1. In all these appeals filed by the department, the only ground taken assails the finding of the Commissioner (Appeals) holding that income from leasehold property at 57, Park Street Calcutta is assessable as profits and gains of business and not as income from other sources under Section 56 of the Income-tax Act, 1961 ('the Act').
2. The assessment years with which we are concerned in these appeals are 1973-74 to 1978-79. The assessee is a limited company. During the previous year relevant to the assessment year 1973-74, the assessee took house property at 57, Park Street, Calcutta, on lease from Karnani Properties Ltd. At the time of taking the property on lease by the assessee-company, the ground floor of the building was already in occupation of two tenants. After renovation of the building, the assessee let out the entire ground floor to the Allahabad Bank on a monthly rent of Rs. 5,000. Before the ITO, the assessee claimed that the income derived from the said property should be taken as business income. The ITO in the assessment order framed for the assessment year 1973-74 has noted that the assessee-company is only a sister concern of Karnani Properties Ltd. with some common directors. Most of the shares of the Karnani Properties Ltd. are held by the Karnani Investment (P.) Ltd., its managing director and his wife and that most of the shares of the assessee-company are held by the Karnani Properties Ltd., its managing director and his relatives. In view of these facts, the ITO was of the view that it is wrong to hold that the income from the leasehold house property of the assessee has any character of business income. It was also mentioned in the assessment order that the assessee has no general business of taking houses on lease and letting them out.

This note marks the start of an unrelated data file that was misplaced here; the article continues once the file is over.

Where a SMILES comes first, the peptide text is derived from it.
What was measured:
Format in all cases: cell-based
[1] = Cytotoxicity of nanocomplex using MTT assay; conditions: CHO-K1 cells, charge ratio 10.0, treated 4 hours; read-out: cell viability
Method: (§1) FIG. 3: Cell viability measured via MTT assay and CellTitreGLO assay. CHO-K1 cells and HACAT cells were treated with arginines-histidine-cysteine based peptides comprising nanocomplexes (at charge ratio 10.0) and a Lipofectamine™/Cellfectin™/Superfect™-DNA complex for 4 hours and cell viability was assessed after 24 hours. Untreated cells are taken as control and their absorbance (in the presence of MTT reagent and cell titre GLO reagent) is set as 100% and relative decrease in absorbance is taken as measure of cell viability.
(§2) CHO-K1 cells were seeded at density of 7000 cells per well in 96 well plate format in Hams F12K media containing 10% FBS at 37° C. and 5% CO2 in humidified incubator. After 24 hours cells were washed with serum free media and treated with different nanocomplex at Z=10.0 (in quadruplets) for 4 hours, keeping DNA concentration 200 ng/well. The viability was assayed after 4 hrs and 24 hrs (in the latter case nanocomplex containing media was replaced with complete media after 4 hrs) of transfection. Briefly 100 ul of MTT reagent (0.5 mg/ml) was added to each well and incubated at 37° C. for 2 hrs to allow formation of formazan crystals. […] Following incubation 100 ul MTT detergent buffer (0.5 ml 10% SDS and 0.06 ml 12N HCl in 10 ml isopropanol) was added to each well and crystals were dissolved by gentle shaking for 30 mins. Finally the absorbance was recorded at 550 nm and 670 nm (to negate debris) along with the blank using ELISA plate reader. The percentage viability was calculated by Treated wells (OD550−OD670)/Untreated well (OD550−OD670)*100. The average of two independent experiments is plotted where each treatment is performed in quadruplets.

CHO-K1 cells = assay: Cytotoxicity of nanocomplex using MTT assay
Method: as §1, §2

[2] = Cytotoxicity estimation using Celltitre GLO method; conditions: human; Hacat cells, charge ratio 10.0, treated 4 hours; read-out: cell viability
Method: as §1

So, the ITO considered the income from house property under the head 'Income from other sources'.